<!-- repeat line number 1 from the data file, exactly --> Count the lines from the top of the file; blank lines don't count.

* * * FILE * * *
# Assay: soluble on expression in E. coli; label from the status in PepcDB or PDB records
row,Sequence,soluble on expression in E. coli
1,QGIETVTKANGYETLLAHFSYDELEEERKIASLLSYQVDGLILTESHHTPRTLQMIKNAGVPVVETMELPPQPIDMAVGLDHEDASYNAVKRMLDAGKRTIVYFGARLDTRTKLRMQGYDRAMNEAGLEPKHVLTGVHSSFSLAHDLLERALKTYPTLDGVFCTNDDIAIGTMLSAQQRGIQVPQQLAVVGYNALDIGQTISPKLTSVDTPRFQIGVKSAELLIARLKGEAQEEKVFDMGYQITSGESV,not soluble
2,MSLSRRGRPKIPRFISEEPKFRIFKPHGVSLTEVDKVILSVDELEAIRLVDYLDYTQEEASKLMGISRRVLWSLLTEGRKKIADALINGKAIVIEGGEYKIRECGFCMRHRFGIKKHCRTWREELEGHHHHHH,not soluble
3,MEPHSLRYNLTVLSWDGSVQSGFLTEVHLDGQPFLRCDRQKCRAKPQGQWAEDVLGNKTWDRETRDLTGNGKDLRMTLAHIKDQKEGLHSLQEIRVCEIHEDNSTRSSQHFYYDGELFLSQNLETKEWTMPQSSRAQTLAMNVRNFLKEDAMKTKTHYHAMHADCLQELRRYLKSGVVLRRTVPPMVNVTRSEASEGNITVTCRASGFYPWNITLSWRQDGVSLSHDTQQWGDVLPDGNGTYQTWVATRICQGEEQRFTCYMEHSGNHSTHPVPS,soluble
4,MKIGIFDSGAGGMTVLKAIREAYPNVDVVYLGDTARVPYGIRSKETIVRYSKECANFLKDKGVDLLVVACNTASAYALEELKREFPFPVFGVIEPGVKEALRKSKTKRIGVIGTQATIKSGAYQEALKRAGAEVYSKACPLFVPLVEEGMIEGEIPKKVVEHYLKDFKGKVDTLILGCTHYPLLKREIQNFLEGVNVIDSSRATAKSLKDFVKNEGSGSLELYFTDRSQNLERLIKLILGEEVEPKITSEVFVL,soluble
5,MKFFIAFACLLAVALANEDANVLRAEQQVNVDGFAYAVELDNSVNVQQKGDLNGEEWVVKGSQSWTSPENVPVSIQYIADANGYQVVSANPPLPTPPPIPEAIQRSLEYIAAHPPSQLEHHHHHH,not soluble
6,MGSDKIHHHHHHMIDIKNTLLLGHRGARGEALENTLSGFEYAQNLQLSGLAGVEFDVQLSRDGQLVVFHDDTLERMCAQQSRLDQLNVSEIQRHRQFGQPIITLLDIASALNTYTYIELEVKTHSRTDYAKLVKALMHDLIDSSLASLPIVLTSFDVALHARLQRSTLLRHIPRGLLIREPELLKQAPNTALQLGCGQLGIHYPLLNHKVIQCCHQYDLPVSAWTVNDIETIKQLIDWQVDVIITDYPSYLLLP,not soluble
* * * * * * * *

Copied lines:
# Assay: soluble on expression in E. coli; label from the status in PepcDB or PDB records